Back in the land of my birth, there has been a great deal of excitement about the recent christening of the third in line to the throne — his royal highness Prince George of Cambridge, the 3-month-old son of Prince William and Princess Catherine.
George Alexander Louis was christened last week at St. James’ Palace in what, in spite of seven godparents, was a comparatively low-key ceremony for the royal family. The occasion was much smaller than the larger ceremonies his father and grandfather enjoyed at Buckingham Palace. It is thought that the choice of St. James’ Palace’s Chapel Royal was significant as it is where Princess Diana’s body rested for five days before her funeral in 1997. She is, of course, the child’s grandmother.
The christening’s style, the fact that this was the first official appearance of William and Kate since their son’s birth and William’s obvious comfort in holding his baby once again demonstrated the royal couple’s determination to modernize while maintaining important traditions.
A christening, of course, welcomes a child into the church, but there are a number of unique christening traditions observed by the royal family, all with a regal flavor, including:
• The christening gown usually is a special white robe and often is a family heirloom or purchased with the intention of being worn by future children. Prince George wore an elaborate outfit made of delicate Honiton lace and white satin by Angela Kelly, an exact replica of the one worn by every baby born to the British royal family since 1841, when Queen Victoria’s eldest daughter, Vicky, was baptized. This new replica gown was brought into use in 2008 to help preserve the 170-year-old original that, not surprisingly, was showing signs of wear.
• Photographs usually are taken as an important reminder of the day, but history was made last week when the official photographs of Prince George’s christening included the queen and three future kings — princes Charles, William and George. The last time four generations of British monarchs were photographed together was 1894, when Queen Victoria held the baby, the future Edward VIII, surrounded by her son, the future Edward VII, and grandson, the future George V.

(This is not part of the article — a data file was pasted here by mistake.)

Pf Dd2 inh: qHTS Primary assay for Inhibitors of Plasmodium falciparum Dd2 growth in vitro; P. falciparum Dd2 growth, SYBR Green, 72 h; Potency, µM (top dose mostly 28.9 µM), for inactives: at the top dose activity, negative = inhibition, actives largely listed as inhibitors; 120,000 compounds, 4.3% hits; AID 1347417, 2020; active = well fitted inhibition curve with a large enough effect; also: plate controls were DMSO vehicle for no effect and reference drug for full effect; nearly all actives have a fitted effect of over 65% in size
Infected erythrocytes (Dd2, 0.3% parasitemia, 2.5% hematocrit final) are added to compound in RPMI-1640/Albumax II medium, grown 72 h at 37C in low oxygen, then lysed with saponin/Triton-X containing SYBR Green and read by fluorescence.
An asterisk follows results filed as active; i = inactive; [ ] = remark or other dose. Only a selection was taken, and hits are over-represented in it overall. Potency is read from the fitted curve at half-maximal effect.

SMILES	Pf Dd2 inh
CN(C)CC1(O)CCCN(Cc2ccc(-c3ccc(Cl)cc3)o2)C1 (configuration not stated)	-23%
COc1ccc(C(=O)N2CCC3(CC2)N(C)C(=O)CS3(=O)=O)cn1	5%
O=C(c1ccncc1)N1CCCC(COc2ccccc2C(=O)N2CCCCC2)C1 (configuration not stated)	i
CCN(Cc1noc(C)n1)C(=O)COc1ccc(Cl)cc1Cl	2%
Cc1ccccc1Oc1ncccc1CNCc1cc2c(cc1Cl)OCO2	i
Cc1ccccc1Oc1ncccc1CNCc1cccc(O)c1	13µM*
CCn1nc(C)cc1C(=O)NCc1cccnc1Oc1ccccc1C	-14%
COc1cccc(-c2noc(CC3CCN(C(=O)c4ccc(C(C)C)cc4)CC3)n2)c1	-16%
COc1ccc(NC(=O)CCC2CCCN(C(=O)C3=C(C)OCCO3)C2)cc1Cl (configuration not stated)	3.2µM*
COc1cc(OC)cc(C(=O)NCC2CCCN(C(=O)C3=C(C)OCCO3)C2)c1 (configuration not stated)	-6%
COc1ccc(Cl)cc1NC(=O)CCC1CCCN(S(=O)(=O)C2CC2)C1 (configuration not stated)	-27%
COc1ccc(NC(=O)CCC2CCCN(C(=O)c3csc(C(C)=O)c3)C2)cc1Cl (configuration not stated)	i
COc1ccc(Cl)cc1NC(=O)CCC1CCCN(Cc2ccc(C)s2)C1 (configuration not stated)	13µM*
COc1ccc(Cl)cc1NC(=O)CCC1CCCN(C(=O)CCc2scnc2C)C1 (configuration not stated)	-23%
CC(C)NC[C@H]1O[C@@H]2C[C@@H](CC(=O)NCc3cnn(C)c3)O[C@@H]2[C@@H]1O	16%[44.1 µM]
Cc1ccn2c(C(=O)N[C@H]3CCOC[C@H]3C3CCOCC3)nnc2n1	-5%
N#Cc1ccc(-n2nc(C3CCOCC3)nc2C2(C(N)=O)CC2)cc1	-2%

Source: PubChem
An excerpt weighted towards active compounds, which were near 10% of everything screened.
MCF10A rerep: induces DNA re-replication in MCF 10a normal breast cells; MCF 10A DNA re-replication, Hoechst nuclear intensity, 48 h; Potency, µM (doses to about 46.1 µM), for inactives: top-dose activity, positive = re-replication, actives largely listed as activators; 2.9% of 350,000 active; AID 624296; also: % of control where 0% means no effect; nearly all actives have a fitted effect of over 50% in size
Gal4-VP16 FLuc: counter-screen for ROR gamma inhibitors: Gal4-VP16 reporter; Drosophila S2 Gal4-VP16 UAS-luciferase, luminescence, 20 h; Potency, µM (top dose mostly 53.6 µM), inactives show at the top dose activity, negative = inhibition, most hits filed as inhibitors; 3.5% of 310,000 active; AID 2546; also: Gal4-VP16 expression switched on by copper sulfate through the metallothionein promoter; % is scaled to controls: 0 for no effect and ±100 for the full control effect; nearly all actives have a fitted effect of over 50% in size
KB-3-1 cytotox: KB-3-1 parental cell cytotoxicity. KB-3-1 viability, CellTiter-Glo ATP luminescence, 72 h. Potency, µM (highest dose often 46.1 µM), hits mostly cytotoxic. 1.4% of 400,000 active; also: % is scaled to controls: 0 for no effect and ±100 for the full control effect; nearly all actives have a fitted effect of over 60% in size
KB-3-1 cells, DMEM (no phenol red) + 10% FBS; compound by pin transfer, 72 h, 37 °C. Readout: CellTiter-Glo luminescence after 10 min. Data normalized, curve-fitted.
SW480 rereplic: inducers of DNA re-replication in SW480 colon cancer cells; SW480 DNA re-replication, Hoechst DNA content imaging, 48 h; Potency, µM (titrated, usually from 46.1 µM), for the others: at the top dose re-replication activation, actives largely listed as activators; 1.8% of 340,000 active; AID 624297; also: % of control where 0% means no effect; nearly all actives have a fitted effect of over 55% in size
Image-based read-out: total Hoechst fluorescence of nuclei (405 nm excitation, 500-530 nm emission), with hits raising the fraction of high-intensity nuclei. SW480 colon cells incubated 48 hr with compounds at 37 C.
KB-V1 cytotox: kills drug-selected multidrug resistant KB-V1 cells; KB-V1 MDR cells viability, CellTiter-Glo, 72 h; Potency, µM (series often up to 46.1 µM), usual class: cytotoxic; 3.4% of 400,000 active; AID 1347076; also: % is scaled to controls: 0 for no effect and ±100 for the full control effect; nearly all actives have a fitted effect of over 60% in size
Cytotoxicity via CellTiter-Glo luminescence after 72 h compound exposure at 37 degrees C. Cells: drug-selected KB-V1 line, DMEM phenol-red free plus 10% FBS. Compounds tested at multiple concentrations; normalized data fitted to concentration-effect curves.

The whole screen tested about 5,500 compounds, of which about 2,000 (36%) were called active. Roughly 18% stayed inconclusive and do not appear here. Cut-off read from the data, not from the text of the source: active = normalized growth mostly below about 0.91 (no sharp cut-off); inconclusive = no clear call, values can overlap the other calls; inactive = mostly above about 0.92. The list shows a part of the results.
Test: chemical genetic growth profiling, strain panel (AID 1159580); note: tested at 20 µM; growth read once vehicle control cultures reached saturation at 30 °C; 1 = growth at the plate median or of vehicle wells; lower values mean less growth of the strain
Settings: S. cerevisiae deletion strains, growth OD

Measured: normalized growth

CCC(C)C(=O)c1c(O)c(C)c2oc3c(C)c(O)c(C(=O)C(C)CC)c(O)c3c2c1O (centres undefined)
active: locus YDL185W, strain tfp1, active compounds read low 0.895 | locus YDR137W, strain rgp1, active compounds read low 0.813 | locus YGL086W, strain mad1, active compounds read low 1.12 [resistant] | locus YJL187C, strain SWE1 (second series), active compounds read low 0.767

• The water that the clergyman used to mark the sign of the cross on the baby’s forehead came from the River Jordan and was held in a special royal silver font used for every royal christening since 1841. The most senior member of the Church of England, the archbishop of Canterbury, performed the ceremony.
• The cake served after the christening included a tier of fruit cake taken from William and Catherine’s 2011 wedding cake.
• Prince George was the first royal baby to be honored with a christening coin from the Royal Mint. The design was approved by the queen, and the coins are available to anyone. The smallest and simplest costs 13 British pounds (about $21) but rise to 50,000 British pounds ($80,000) for a version containing a kilogram of gold.
George’s baptism into the Church of England is more historically significant than most because he is in line to become king. This makes him, according the English law, the supreme governor of the Church of England, a title first taken by King Henry VIII when he broke from the Roman Catholic Church in the 16th century.
Many loyal British subjects who lined the streets outside St James Palace in London wore outfits featuring the British Union Jack flag, proved that this baby’s christening is far from an everyday occurrence. While it is easy to get carried away by the glamour of these royal occasions and the outfits of the lovely new mother and her sister, Pippa Middleton, it actually is quite sobering to think about the long line of tradition symbolized by the christening.
Being a republic, America has no royal family of its own. There is, therefore, a huge American interest in the royal family of its British cousins. But in my experience, much of that interest focuses on the glitz and glamour, rather than the historical significance. I came across this quote from the British Times newspaper, written by Philip Howard shortly after the birth of Prince William in 1982, that I think articulates the significance that the British place on the royals: “The birth of any baby is a landmark on the life of its family. The birth of a royal baby in the direct line of succession is a national landmark, because the baby personifies, in its small person, the tribal history of a race from its remote beginnings with the first kings of England 12 centuries ago.”
God bless America, and God save the (future) king!
Francis grew up in London, England, and moved to Richmond Hill in 2009. Email her at email@example.com or go to www.lesleyfrancispr.com.